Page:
SA 342 L TJ-XBF Gazelle by Sud Aviation

The Aérospatiale Gazelle (company designations SA 340, SA 341 and SA 342) is a French five-seat helicopter, commonly used for light transport, scouting and light attack duties. It is powered by a single Turbomeca Astazou turbine engine and was the first helicopter to feature a fenestron tail instead of a conventional tail rotor. It was designed by Sud Aviation, later Aérospatiale, and manufactured in France and the United Kingdom through a joint production agreement with Westland Aircraft. Further manufacturing under license was performed by SOKO in Yugoslavia and the Arab British Helicopter Company (ABHCO) in Egypt.

Since being introduced to service in 1973, the Gazelle has been procured and operated by a number of export customers. It has also participated in numerous conflicts around the world, including by Syria during the 1982 Lebanon War, by Rwanda during the Rwandan Civil War in the 1990s, and by numerous participants on both sides of the 1991 Gulf War. In French service, the Gazelle has been supplemented as an attack helicopter by the larger Eurocopter Tiger, but remains in use primarily as a scout helicopter.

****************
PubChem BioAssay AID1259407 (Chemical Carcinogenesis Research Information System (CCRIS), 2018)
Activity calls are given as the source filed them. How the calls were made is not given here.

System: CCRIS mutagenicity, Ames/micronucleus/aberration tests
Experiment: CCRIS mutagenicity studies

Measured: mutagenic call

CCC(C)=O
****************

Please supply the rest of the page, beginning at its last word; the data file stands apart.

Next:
The Gazelle originated in a French Army requirement for a lightweight observation helicopter intended to replace the Aérospatiale Alouette III; early on in the aircraft’s development, the decision was taken to enlarge the helicopter to enable greater versatility and make it more attractive for the export market. In 1966, Sud Aviation began working on a light observation helicopter to replace its Alouette II with seating for five people.

Early on, the Gazelle attracted British interest, which resulted in a major joint development and production work share agreement between Sud Aviation and Westland. The deal, signed in February 1967, allowed the production in Britain of 292 Gazelles and 48 Sud Aviation SA 330 Puma medium transport helicopters ordered by the British armed forces; in return Sud Aviation was given a work share in the manufacturing programme for the 40 Westland Lynx naval helicopters for the French Navy.

Air museum in Saint-Victoret.

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